On Saturday morning, we met-up with my friends
I was up before five on Sunday morning, had a light breakfast and a little coffee. I put on my navy-blue SERC singlet and shorts, and my Nike Lunaracers. I pinned a couple of Powerbar Gel packs to the waist of my shorts. In my pocket, I had two Vivarin (to be taken at 16 and 21 miles). I also had a small plastic bag with 8 Endurolyte capsules. These are essential for preventing cramping when running in warm weather, or at least that's what I thought. More on this later.)
At this point I should say that the weather forecast for Sunday in Chicago had been getting hotter all week. On Monday, they predicted low seventies, with cloud cover. Unseasonably warm, but not too bad. By Wednesday, they were saying mid to upper seventies, and maybe not so cloudy. On Friday, this had changed to a high in the low eighties, and sunny. It was starting to look like a potential repeat of last year's disaster.
Sue and Sandy dropped me off at Grant Park. I wondered around for a while, taking in the excitement of the morning. It was still dark, but the city was lit-up and the park was full of runners and volunteers. Eventually, I found a comfortable spot and sat for a while, just to get off my feet. At about 7:30, I made my way to Gate A. I found the 3:10 pacer and talked to him for a few minutes. I told him I would try to stay with him for a long as I could, but I was thinking, "Who am I kidding? I've never run faster than 3:15." I was surrounded by exceptionally good runners, and I was doubting that I belonged there.
I thought through my plan one more time. Water at every other aid station, skipping the first two and starting after mile five, Endurolyte capsule every half-hour, Vivarin and gel pack at mile 15 and mile 21. It was already getting warm, so I knew I would need to stay on schedule with the Endurolytes to prevent leg cramps late in the race.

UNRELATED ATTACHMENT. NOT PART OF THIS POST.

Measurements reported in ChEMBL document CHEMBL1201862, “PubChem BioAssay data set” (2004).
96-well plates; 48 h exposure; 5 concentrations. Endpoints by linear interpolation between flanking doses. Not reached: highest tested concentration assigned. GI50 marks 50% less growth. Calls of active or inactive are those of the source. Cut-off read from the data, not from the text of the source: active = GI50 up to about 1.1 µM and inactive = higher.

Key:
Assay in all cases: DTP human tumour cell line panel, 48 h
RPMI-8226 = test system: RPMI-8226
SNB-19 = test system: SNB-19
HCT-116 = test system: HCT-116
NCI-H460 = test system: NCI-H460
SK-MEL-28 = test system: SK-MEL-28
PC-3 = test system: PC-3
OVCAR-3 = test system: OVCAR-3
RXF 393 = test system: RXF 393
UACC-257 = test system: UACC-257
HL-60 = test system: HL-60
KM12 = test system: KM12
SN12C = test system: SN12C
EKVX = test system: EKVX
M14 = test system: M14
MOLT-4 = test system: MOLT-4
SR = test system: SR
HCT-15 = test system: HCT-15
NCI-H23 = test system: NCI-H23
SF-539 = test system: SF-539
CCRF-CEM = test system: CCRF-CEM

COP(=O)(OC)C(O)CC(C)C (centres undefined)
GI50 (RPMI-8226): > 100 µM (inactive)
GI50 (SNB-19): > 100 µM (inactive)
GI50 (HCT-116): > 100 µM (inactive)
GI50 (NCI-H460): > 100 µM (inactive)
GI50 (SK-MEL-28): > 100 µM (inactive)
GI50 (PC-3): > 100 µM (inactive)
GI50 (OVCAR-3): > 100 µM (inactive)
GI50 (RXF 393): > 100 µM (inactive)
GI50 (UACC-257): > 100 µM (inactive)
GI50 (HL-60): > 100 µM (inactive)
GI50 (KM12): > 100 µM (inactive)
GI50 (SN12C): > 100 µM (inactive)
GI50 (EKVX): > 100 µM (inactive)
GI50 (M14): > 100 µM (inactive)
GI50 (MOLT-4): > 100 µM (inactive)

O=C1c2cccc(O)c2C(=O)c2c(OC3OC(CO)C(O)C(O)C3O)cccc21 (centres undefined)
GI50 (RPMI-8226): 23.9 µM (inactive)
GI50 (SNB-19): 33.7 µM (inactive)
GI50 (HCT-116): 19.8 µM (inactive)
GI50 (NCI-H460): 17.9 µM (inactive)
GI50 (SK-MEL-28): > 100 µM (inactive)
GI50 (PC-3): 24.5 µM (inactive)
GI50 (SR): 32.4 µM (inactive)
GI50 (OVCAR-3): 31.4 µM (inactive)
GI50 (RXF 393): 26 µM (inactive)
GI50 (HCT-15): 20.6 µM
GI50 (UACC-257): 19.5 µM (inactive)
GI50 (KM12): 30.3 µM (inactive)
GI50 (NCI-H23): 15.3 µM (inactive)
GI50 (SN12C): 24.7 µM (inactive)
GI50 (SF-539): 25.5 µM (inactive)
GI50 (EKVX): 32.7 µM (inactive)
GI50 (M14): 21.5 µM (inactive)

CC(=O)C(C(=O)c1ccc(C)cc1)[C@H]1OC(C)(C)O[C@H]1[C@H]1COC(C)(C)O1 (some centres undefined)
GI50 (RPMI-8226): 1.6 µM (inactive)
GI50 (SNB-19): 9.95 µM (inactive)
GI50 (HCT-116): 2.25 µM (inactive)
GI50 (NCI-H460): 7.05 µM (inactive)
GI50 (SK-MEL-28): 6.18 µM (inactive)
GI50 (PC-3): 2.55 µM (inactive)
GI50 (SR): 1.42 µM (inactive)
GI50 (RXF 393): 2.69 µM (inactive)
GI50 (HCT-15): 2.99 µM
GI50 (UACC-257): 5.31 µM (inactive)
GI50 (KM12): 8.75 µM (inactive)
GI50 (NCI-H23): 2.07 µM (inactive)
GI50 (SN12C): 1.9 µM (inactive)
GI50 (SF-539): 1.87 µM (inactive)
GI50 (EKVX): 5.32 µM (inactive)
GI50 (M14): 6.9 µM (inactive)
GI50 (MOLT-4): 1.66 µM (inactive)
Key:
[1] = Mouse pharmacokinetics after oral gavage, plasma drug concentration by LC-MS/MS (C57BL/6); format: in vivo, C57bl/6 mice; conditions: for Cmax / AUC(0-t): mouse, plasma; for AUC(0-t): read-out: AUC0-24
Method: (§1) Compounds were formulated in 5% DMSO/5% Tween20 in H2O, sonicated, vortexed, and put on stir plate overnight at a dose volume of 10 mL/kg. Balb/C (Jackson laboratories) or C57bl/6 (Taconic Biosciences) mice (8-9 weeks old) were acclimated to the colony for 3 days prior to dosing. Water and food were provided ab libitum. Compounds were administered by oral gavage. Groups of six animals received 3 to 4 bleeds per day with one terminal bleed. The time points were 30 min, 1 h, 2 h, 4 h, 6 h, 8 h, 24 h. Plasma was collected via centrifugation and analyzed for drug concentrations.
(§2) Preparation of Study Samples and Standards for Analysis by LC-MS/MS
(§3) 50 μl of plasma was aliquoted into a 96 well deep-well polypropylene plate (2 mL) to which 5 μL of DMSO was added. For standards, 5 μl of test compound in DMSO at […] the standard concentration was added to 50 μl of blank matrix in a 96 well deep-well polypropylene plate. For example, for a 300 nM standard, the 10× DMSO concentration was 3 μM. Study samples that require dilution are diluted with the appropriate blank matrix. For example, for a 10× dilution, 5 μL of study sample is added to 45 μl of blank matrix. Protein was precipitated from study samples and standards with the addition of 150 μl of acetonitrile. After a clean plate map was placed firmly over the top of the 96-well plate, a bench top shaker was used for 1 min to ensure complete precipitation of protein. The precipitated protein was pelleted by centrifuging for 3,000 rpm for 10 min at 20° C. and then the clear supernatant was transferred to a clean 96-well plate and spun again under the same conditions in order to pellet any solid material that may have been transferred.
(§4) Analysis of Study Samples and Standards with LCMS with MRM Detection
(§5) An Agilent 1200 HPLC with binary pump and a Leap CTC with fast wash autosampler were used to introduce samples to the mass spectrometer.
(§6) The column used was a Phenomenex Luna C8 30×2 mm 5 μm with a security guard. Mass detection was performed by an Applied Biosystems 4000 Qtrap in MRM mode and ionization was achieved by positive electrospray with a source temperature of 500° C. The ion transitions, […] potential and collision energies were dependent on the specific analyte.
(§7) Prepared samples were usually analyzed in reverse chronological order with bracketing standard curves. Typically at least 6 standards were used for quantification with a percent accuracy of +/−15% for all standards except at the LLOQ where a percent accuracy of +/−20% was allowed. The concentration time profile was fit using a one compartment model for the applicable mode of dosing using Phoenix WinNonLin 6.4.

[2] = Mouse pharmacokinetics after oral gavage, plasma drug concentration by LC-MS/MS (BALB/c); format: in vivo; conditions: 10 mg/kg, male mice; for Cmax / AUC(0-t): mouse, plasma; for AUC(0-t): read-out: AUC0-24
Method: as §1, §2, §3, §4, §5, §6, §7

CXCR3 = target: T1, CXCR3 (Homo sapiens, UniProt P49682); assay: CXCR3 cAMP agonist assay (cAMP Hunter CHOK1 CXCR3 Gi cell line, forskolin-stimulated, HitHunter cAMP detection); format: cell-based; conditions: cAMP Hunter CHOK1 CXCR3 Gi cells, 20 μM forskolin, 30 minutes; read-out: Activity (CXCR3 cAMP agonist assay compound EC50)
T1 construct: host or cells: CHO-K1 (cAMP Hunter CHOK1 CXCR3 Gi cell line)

At around five miles, we reached the south entrance of Lincoln Park. An aid station was just ahead, so I reached into my pocket for my bag of Endurolytes. The plan was to take one here, with a water, then one every half hour thereafter. And I think it would have been a good plan, if the bag didn't have a tear in the side, dropping the capsules all over the street. I managed to grab one before it fell. After a few seconds of total frustration, I refocused and developed an alternate plan. I put the lone Endurolyte back in my pocket, saving it for mile 20. I decided I would switch from water to Gatorade. I remembered that they were using the Endurance formula, which provides more salts and electrolytes. Since it also provided more calories than water (obviously), I also decided to cut back to one gel pack.
I knew Sue and everyone would be waiting for me somewhere on this westward stretch, but I didn't know where exactly. I ran the 2.5 miles west on Adams, and never saw them. I turned south on Damen, and then I saw them, shouting and cheering on the west side of the street. I ran over to them, gave Sue a hug and kiss, did the big Ohio State "O - H' and Lisa replied with a big 'I - O'. Here's a brief video which Sandy shot. Note the lovely neon green Nike Lunaracers as I run off.